WASHINGTON — The U.S. Space Force has inked a $19.8 million deal with Microsoft to develop a virtual and mixed-reality training environment. This agreement positions the tech giant in the burgeoning military simulation market and expands its Azure cloud’s reach into space applications.

The one-year contract announced Jan. 5 is to continue work on an augmented reality space simulation tool that Microsoft started developing last year for the Space Systems Command in Los Angeles.

Dubbed the Integrated, Immersive, Intelligent Environment (I3E), the system features Microsoft’s HoloLens headsets, Azure cloud platform, and a mesh framework for building shared AR experiences. Together, these technologies enable an interactive model of space with accurately scaled orbital objects that users can manipulate in real time.

The I3E agreement gives Space Force guardians access to physics-based satellite behavior modeling, intelligence analysis tools and space war-gaming, said Col. Richard Kniseley, senior materiel leader for the Space Systems Command’s Commercial Space Office.

“This technology provides an unrivaled experience to better understand the space domain,” Kniseley said in a news release. “We need to expound upon every opportunity and partner with industry to allow our members to stay ahead in this rapidly evolving environment.”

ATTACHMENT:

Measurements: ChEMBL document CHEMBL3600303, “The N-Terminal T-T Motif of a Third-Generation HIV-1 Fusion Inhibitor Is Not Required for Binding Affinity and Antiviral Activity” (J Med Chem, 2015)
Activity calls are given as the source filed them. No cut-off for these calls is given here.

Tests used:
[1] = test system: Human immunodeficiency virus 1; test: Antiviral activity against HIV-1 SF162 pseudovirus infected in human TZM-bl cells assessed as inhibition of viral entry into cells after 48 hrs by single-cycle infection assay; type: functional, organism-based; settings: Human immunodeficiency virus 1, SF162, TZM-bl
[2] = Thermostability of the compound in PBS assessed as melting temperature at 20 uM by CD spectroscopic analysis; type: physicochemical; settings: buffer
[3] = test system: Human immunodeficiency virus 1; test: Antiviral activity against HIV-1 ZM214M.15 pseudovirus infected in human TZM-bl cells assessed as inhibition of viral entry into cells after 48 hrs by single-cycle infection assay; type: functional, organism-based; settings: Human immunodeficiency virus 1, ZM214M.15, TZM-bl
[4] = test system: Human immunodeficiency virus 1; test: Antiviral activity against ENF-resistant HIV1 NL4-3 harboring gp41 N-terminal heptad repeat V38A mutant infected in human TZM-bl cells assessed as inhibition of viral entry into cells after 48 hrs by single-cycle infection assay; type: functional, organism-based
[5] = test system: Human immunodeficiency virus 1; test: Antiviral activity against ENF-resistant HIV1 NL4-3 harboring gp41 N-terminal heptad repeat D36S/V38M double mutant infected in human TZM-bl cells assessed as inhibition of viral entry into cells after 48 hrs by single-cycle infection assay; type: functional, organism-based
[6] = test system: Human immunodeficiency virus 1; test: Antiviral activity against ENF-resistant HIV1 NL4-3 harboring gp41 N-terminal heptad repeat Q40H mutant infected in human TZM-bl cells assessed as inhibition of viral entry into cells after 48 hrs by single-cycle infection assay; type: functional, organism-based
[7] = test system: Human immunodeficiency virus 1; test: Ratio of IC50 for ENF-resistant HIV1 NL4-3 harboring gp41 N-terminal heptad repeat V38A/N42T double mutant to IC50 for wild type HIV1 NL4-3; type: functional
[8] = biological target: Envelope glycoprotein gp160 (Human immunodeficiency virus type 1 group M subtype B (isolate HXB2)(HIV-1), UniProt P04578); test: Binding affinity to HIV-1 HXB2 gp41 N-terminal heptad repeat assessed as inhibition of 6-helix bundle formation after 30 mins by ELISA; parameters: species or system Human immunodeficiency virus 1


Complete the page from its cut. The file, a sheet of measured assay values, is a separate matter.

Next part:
Understand space ‘in depth’

According to Space Force guardians who have used I3E for training, the system provides singular insight into the dynamics of space. “Picking up a headset and being able to visually interact with the planet and satellites and understand space more in depth was mind-blowing,” said 1st Lt. Jordan Savage of SSC’s Information Mobility Branch.

Through a virtual desktop solution, the capability will ultimately be accessible enterprise-wide to guardians anywhere in the world, Steve Kitay, senior director of Azure Space, said Jan. 9 in a blog post.

“I3E establishes an immersive environment to train, prepare, and enhance the mission of guardians for current and future space-based scenarios,” Kitay added.

Sandra Erwin writes about military space programs, policy, technology and the industry that supports this sector. She has covered the military, the Pentagon, Congress and the defense industry for nearly two decades as editor of NDIA’s National Defense...